According to statistics from the National Highway Traffic Safety Administration, 2,597 people were killed in United States traffic accidents in December 2010. Of those, 775 deaths involved alcohol-impaired drivers.
Georgia's Driving Under the Influence Laws are complex. Georgia DUI injury attorney Shane Smith can sort through the intermingled laws that potentially create complications in a DUI case.
Georgia's Dram Shop Act provides that a person who sells, furnishes, or serves alcohol to an intoxicated person of lawful drinking age shall not be liable for injury, death, or damage the person causes because of their intoxication. The Dram Shop Act also holds that someone may become liable if they knowingly sell alcohol to a noticeably intoxicated person when they know that person will soon be driving.
Kelly Stevens, co-host of B98.5-FM's "Vikki and Kelly Show," was injured in 2012 when he used evasive maneuvers to avoid a drunk driver. The drunk driver was killed in the accident while Stevens suffered broken bones after his car rolled over.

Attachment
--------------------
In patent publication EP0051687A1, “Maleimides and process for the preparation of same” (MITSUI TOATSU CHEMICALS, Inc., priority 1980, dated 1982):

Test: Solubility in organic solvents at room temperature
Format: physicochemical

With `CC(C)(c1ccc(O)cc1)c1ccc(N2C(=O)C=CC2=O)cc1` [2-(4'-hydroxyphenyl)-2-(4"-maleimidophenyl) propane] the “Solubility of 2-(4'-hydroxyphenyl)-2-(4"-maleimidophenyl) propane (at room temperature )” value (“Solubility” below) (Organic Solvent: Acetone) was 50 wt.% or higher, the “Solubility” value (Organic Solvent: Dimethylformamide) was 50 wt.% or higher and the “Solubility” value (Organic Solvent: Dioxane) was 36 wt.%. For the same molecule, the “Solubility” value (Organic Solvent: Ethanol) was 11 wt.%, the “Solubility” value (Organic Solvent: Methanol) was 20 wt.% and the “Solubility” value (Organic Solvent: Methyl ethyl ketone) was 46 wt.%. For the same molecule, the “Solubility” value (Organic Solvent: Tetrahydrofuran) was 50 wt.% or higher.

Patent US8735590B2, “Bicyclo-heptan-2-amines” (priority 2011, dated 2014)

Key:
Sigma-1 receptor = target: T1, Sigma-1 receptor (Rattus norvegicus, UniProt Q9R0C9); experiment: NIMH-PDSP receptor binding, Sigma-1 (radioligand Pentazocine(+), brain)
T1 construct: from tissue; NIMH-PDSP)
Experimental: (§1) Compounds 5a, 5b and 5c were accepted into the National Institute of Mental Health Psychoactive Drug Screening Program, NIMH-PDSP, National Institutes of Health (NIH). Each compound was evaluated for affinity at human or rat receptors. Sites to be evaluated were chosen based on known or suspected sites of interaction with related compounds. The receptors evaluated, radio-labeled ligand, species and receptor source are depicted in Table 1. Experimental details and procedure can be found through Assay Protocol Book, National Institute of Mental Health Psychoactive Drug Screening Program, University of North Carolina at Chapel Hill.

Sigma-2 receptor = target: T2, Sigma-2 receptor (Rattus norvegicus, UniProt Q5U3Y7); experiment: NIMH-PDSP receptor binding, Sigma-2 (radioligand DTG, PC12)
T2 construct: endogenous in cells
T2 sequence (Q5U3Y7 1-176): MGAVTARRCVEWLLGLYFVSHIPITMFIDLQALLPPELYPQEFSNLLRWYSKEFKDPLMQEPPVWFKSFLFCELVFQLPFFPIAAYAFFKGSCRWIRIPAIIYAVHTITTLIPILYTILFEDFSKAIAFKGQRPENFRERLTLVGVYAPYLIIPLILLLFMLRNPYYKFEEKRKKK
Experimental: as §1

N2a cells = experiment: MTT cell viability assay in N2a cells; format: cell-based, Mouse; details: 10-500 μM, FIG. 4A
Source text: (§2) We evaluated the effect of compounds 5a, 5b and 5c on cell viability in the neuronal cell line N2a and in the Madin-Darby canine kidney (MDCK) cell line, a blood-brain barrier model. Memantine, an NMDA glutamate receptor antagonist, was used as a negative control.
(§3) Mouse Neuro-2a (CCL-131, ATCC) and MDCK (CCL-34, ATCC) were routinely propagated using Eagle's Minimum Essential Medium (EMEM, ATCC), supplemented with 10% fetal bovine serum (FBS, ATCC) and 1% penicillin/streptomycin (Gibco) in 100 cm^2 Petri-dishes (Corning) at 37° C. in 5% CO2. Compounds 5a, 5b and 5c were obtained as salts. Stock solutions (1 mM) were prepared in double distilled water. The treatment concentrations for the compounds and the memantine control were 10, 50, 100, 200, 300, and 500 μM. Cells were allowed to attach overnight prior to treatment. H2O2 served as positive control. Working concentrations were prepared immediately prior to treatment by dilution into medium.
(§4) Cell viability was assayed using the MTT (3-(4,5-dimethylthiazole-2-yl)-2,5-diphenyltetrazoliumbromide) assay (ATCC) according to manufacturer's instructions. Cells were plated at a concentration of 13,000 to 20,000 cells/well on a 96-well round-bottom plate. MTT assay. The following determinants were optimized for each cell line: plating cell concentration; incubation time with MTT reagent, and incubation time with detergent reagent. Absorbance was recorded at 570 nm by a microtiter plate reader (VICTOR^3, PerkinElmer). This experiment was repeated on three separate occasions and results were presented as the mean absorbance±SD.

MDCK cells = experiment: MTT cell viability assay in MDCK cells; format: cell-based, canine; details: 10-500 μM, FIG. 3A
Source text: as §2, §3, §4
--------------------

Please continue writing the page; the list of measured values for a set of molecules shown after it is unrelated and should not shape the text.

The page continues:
Stevens plans to sue the bars that served the drunk driver. A private investigator discovered that the 22-year-old alleged drunk driver had been drinking at two different bars before the crash. A toxicology report showed the alleged DUI offender's blood alcohol concentration (BAC) was 0.22 percent, nearly three times the legal limit of 0.08 percent. According to Stevens' attorney, it is inconceivable that the bars' servers would not have noticed someone so highly intoxicated.
Stevens could receive damages for any medical expenses, pain and suffering, and lost wages that resulted from the accident.
If you have questions about Georgia DUI laws, get the answers in Clayton County DUI injury attorney Shane Smith's book, I Was Hit By a Drunk Driver: What Do I Do Next? Contact the Law Offices of Shane Smith to schedule a free legal consultation.